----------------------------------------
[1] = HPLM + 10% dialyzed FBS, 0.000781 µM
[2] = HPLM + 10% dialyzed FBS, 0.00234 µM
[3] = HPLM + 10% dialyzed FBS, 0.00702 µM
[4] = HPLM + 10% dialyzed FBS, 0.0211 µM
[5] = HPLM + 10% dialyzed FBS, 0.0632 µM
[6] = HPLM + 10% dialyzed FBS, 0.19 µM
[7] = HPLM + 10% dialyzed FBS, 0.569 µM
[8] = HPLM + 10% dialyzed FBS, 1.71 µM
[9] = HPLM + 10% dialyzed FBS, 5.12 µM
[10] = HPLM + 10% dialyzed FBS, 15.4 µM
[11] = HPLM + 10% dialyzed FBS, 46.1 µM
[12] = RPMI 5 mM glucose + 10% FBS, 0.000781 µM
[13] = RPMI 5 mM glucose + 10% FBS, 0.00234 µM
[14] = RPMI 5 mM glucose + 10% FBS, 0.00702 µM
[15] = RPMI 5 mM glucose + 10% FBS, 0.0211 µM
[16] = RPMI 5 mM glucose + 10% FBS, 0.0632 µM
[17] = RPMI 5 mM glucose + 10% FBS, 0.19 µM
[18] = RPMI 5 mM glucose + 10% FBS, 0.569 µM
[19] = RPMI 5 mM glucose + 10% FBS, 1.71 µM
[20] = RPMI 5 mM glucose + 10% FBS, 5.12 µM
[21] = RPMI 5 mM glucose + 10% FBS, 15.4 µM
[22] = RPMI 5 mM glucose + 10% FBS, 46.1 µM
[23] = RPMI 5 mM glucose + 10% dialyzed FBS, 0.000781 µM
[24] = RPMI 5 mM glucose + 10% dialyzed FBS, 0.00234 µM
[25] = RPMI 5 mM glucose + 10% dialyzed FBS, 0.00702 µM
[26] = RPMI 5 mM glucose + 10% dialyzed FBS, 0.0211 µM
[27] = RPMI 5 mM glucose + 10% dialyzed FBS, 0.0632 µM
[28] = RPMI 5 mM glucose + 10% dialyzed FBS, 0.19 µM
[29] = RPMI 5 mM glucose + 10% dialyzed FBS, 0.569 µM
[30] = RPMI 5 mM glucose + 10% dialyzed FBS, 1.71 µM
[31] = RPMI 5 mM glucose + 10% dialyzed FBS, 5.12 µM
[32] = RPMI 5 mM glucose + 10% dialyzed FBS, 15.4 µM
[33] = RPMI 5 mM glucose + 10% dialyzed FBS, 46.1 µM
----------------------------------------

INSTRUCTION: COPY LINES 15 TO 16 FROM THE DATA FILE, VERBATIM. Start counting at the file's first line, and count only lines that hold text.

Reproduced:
[15] = RPMI 5 mM glucose + 10% FBS, 0.0211 µM
[16] = RPMI 5 mM glucose + 10% FBS, 0.0632 µM